Emission panel for pan-India shift to Bharat Stage V fuel by 2020

Chaudhuri panel report submitted even as the WHO study dubbed Delhi the world’s most polluted city


A file photo of a Hyundai factory. Photo: Mint
A file photo of a Hyundai factory. Photo: Mint

New Delhi: A panel on automobile fuel emissions standards has recommended that the government introduce the stricter Bharat Stage V emission norms across India by 2020 to curb growing air pollution in the country, which is home to 13 of the dirtiest 20 cities, according to a World Health Organisation study.

Planning Commission member Saumitra Chaudhuri, who heads the panel to draw up India’s auto fuel emissions standards road map till 2025, said that oil refineries, as a first step, will be required to stop production of the Bharat Stage III fuel and move to Bharat Stage IV by January 2017. Adoption of Bharat Stage IV fuel in India is restricted to just 30 cities after being introduced in 2010.

The panel, which was set up in December 2012 to revise India’s auto fuel emissions standards, submitted its report to the petroleum ministry on 3 May.

India is almost a decade behind developing countries such as Turkey and Brazil in introducing cleaner-burning fuel, Bloomberg News reported in April.

The Chaudhuri panel’s report was submitted even as the WHO study dubbed Delhi the world’s most polluted city. While the WHO study has been challenged by the government, automobile fuel emissions are seen as a leading cause for detriorating air quality.

In 2013, the Global Burden of Disease study said that outdoor air pollution was the fifth-largest killer in India and around 620,000 early deaths occurred from air pollution-related diseases in 2010.

Bharat Stage V standard specifies a maximum of 10 parts per million (ppm) of sulphur in fuel as against 50 ppm in Bharat Stage IV and Bharat Stage III 150 ppm. Sulphur in fuel makes it dirtier and lowers the efficiency of catalytic converters which control emissions.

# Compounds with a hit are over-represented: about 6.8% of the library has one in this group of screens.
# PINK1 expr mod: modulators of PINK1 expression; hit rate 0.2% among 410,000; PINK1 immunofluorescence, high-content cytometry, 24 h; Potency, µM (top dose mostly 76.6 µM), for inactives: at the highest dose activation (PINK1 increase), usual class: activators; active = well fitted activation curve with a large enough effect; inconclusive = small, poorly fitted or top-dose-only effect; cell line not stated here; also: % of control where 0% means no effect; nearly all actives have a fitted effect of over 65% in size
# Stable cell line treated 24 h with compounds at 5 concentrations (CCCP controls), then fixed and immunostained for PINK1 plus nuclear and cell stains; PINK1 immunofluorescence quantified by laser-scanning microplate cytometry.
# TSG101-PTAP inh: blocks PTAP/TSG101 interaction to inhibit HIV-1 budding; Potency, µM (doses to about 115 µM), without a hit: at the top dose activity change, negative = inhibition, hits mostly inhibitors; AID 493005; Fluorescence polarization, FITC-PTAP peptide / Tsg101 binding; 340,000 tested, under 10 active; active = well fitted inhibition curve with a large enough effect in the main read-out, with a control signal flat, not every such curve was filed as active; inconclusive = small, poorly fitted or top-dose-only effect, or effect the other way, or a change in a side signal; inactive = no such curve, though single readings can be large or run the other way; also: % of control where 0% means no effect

To meet the stricter fuel emissions standard, refiners will have to spend an estimated Rs.80,000 crore, while auto makers will also have to make vehicles suited to the higher quality fuel.

The recommendations, if accepted, may lead to an increase in the price of the older Stage III fuel, as the committee has recommended closing the 75 paisa price gap between Stage III and IV fuel.

The panel has also suggested that the difference in excise duty on standard and premium fuel be removed. Currently, the cleaner branded fuel is taxed at a higher rate.

Two- and three-wheeler makers have been given an additional two years to meet Bharat Stage IV norms, Chaudhuri said.

“The only thing that we wanted was to move straight away to higher fuel emission norms and that has been taken care of by the panel,” said Vishnu Mathur, director general of lobby group Society of Indian Automobile Manufacturers Association. “Although we would have liked these recommendations to be applicable earlier than 2020, you need to give time to firms to recover the investments, which is fair.”

In a statement issued earlier this week, Delhi-based not-for-profit Centre for Science and Environment (CSE) said Euro VI standards should be introduced in the county by 2020-21 to address diesel toxicity.

If the report is accepted by the new government, most of north India will introduce Bharat Stage IV by 1 April 2015. Other regions, including Kerala, Karnataka, Telangana, Goa and Union Territories in western India, will shift by 1 April 2016. The panel has recommended that all of north India will then shift to Bharat Stage V by 1 April 2019.

More From Livemint